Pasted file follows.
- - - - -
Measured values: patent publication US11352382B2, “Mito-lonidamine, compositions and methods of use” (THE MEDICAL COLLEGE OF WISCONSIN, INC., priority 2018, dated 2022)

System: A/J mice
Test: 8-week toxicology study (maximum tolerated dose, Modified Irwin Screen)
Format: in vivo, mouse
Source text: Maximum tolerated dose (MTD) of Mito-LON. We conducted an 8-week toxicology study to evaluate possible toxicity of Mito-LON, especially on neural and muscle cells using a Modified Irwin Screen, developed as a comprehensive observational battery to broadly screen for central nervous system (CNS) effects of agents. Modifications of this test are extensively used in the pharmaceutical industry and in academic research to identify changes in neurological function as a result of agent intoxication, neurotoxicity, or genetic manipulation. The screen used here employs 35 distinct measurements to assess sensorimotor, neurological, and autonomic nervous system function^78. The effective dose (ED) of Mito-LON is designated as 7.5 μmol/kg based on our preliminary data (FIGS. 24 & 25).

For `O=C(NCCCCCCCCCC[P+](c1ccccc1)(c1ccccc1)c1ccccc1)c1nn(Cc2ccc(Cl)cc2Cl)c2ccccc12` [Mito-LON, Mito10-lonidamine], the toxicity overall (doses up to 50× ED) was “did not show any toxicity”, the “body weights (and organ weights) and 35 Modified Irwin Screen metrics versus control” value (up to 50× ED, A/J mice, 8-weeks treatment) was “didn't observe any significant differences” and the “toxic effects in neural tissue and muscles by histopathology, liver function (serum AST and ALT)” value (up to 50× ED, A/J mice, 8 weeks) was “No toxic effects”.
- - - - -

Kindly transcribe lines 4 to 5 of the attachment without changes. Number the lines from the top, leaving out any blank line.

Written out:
Format: in vivo, mouse
Source text: Maximum tolerated dose (MTD) of Mito-LON. We conducted an 8-week toxicology study to evaluate possible toxicity of Mito-LON, especially on neural and muscle cells using a Modified Irwin Screen, developed as a comprehensive observational battery to broadly screen for central nervous system (CNS) effects of agents. Modifications of this test are extensively used in the pharmaceutical industry and in academic research to identify changes in neurological function as a result of agent intoxication, neurotoxicity, or genetic manipulation. The screen used here employs 35 distinct measurements to assess sensorimotor, neurological, and autonomic nervous system function^78. The effective dose (ED) of Mito-LON is designated as 7.5 μmol/kg based on our preliminary data (FIGS. 24 & 25).